While the Significant Other is narrowing down his PhD project topics, he's started talking with people in the Humanities Advanced Technology And Information Institute at the University, and is leaning heavily toward a project dealing with the ethical philosophy of data management and archiving. Archiving means libraries, and so he may actually take a few library science courses in the course of his studies. Since I always wanted to be a librarian (okay, BIG nerd alert) this is kind of cool to me - Mac is one step closer to being an even bigger booknerd than me!
Libraries on the brain today -- did you know that in the UK, authors can make (a little) money from their books in the library? Public Lending Right, or PLR as its called, is "the right for authors to receive payment under PLR legislation for the loans of their books by public libraries. To qualify for payment, applicants must apply to register their books with us. Payments are made annually on the basis of loans data collected from a sample of public libraries in the UK." Isn't this interesting? I wonder if there's any American library equivalent. This certainly encourages a relationship between authors and libraries.
I'm obsessed with book covers. Some of them -- like Laura Ruby's Chaos King are so well done - suffused with color and movement -- and others... like Northlander or Nightwalker leave a bit to be desired in the imaginative design realm, which is unfortunate, because they're both such great books. That's why I like
JacketWhys -- the site combines commentary on covers with mini book reports.
"I’d like to be able to see the past - the bulk of the children and teen book jackets from ten years ago. How often were these techniques used then? What will be the future? The big trend ten years from now?"
It's good to know someone else wonders what's up with some of the strange crop jobs and repeat themes that are dominating cover art. Year before last it was headless females, last year it was head bits and feet. Who knows what this year will bring? Arms? Knees?
The other day, I read that there was to be a musical of The Diary of Anne Frank. I chose not to believe it. However, I read it in the paper, and so I must.
Never mind. There are no words.
A recent conversation with my editor came to mind when I read the Guardian Blog's mini-rant against tidying up children's book reprints. One of the characters in my latest YA-work-in-revision smokes, and while I definitely do not advocate it for young adults - old adults -- monkeys or marsupials, and have never done it, will never do it, and think it's a bad idea all-round -- the character who smokes is seventy-eight or so, and has been in the military. It's something the character DOES - it goes with the time period when they were born, when people still thought that tarring your lungs was a way to lose weight and look cool. Despite the fact that it's a grandparent smoking, my editor gently insists that I change a scene where it's hinted at that the character smokes in a car with teens.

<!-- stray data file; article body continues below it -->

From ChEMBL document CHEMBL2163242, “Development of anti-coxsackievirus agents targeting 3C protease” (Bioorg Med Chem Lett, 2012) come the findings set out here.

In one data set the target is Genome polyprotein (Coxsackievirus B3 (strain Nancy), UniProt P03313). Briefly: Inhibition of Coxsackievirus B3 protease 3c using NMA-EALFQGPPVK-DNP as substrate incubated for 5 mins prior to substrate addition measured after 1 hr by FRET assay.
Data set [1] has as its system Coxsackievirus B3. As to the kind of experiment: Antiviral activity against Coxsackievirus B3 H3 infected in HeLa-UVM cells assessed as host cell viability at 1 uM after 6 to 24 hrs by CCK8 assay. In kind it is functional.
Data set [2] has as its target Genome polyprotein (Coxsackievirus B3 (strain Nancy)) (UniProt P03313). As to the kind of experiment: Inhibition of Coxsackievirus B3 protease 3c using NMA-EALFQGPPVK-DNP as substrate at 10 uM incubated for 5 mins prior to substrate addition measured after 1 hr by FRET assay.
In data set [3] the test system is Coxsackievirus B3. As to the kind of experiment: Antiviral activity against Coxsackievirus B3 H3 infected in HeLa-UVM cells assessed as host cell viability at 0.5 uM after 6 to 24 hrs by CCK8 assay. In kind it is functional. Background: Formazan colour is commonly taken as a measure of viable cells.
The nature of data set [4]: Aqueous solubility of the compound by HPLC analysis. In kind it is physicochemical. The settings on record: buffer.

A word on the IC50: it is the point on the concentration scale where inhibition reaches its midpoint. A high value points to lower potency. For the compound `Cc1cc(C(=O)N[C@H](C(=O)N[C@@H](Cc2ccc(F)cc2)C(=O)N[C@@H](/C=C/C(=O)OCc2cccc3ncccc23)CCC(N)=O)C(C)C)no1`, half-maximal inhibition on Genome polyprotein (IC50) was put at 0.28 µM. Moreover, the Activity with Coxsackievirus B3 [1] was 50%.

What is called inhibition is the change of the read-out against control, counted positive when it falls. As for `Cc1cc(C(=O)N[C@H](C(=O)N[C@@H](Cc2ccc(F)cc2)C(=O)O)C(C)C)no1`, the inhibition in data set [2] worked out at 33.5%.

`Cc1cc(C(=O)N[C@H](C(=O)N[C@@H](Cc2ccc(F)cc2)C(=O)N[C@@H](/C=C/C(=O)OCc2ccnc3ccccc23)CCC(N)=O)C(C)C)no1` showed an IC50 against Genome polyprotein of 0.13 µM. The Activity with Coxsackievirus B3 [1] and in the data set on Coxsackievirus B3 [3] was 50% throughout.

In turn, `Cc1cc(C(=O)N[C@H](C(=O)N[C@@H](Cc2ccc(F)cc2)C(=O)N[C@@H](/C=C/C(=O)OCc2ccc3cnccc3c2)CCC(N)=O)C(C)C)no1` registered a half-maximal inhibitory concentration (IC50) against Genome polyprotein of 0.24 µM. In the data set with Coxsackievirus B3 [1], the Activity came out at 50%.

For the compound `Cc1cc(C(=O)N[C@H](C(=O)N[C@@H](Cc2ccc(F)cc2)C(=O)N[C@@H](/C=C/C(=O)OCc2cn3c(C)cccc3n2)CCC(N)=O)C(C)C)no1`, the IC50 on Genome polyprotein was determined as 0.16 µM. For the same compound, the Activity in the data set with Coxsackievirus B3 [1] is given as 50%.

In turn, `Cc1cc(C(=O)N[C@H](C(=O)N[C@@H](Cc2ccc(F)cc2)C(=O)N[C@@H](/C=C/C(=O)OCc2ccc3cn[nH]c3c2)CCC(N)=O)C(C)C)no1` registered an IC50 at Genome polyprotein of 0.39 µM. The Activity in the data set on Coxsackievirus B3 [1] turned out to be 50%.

I have no problem with that, but it strikes me as really interesting. This is a trend that started with this publishing company awhile back when they voted to digitally change the picture of the author of Good Night, Moon to erase his cigarette. While I have no problem whatsoever with making this infinitesimal change, I am bothered by the idea that everything I write is meant to stand as an Example to Young People somehow. That's almost a churchy thought; I grew up with the idea that I'm meant to be an Example to the World. It made me paranoid and uncomfortable then, ditto this is publishing terms now. Do the rest of you feel like you're meant, in all ways, to write as an example?
I think of a writer like John Green (whose Nerdfighter "Happy Dance" made me tear up for some weird reason) who was training to be a minister of some sort at one point, and people like Maureen Johnson and Sara Zarr and the myriad others whose work has been sharply criticized for language or content and banned. I wonder if anyone ever really feels just a little like they deserve the slap on the wrist for their book content... I mean, it follows if we believe that we really are Examples to the Young...
I don't know. I am so anti-smoking, it's not even funny. But I also don't really expect teens to pick up on a habit someone from who is a.) old, b.) scary c.)and in a book, for goodness sakes.
What struck me even harder is that an underage character in the novel has a drink ... and my editor didn't say a word. Not one.
What strange mortals we be. What strange morals have we.
Don't mind me, though, I'm still having a lot of "hmm" moments from my last editorial letter. My editor's mind works so differently than mine, and that's why I love her. She's given me lots and lots to think about.
Oh, now this is painful... Knight Rider... lives. What is it with resurrecting every single bad sci-fi show from my childhood? Somewhere, someone is reshooting Automan. *Shudder.*